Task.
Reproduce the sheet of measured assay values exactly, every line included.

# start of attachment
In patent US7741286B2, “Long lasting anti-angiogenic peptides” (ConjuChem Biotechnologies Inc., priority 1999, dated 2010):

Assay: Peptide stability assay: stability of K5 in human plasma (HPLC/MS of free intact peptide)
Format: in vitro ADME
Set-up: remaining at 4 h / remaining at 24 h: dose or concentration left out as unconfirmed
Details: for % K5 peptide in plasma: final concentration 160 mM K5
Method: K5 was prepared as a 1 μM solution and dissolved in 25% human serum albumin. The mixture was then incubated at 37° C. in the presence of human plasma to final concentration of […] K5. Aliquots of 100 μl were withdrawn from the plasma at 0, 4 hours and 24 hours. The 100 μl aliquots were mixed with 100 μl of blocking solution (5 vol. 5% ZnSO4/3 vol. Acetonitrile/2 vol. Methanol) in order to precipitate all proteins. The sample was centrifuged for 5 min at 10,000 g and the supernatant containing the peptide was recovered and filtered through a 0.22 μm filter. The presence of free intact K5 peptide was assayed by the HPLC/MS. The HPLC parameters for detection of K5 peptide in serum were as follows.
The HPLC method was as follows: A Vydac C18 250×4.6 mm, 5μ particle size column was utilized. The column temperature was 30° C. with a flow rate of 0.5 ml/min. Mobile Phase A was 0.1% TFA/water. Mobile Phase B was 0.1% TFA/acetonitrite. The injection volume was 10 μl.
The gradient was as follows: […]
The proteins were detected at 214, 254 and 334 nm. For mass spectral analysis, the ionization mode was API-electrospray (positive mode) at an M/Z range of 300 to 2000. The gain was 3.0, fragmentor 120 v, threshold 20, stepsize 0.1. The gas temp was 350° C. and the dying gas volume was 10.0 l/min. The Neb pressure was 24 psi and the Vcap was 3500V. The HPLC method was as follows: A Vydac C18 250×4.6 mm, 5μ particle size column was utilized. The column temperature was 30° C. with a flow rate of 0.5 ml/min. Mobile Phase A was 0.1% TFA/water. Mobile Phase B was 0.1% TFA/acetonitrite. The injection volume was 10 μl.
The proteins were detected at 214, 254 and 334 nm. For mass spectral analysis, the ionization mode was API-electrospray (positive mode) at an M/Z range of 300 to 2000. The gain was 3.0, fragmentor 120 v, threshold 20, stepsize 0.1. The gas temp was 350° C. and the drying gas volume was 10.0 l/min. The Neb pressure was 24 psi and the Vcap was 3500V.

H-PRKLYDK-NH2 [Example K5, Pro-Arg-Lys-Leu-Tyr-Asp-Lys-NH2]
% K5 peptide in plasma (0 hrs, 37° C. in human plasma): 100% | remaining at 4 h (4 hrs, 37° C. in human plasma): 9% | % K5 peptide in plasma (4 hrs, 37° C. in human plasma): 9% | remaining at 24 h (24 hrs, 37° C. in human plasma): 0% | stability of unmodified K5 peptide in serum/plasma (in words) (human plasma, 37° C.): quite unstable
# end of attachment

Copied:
In patent US7741286B2, “Long lasting anti-angiogenic peptides” (ConjuChem Biotechnologies Inc., priority 1999, dated 2010):

Assay: Peptide stability assay: stability of K5 in human plasma (HPLC/MS of free intact peptide)
Format: in vitro ADME
Set-up: remaining at 4 h / remaining at 24 h: dose or concentration left out as unconfirmed
Details: for % K5 peptide in plasma: final concentration 160 mM K5
Method: K5 was prepared as a 1 μM solution and dissolved in 25% human serum albumin. The mixture was then incubated at 37° C. in the presence of human plasma to final concentration of […] K5. Aliquots of 100 μl were withdrawn from the plasma at 0, 4 hours and 24 hours. The 100 μl aliquots were mixed with 100 μl of blocking solution (5 vol. 5% ZnSO4/3 vol. Acetonitrile/2 vol. Methanol) in order to precipitate all proteins. The sample was centrifuged for 5 min at 10,000 g and the supernatant containing the peptide was recovered and filtered through a 0.22 μm filter. The presence of free intact K5 peptide was assayed by the HPLC/MS. The HPLC parameters for detection of K5 peptide in serum were as follows.
The HPLC method was as follows: A Vydac C18 250×4.6 mm, 5μ particle size column was utilized. The column temperature was 30° C. with a flow rate of 0.5 ml/min. Mobile Phase A was 0.1% TFA/water. Mobile Phase B was 0.1% TFA/acetonitrite. The injection volume was 10 μl.
The gradient was as follows: […]
The proteins were detected at 214, 254 and 334 nm. For mass spectral analysis, the ionization mode was API-electrospray (positive mode) at an M/Z range of 300 to 2000. The gain was 3.0, fragmentor 120 v, threshold 20, stepsize 0.1. The gas temp was 350° C. and the dying gas volume was 10.0 l/min. The Neb pressure was 24 psi and the Vcap was 3500V. The HPLC method was as follows: A Vydac C18 250×4.6 mm, 5μ particle size column was utilized. The column temperature was 30° C. with a flow rate of 0.5 ml/min. Mobile Phase A was 0.1% TFA/water. Mobile Phase B was 0.1% TFA/acetonitrite. The injection volume was 10 μl.
The proteins were detected at 214, 254 and 334 nm. For mass spectral analysis, the ionization mode was API-electrospray (positive mode) at an M/Z range of 300 to 2000. The gain was 3.0, fragmentor 120 v, threshold 20, stepsize 0.1. The gas temp was 350° C. and the drying gas volume was 10.0 l/min. The Neb pressure was 24 psi and the Vcap was 3500V.

H-PRKLYDK-NH2 [Example K5, Pro-Arg-Lys-Leu-Tyr-Asp-Lys-NH2]
% K5 peptide in plasma (0 hrs, 37° C. in human plasma): 100% | remaining at 4 h (4 hrs, 37° C. in human plasma): 9% | % K5 peptide in plasma (4 hrs, 37° C. in human plasma): 9% | remaining at 24 h (24 hrs, 37° C. in human plasma): 0% | stability of unmodified K5 peptide in serum/plasma (in words) (human plasma, 37° C.): quite unstable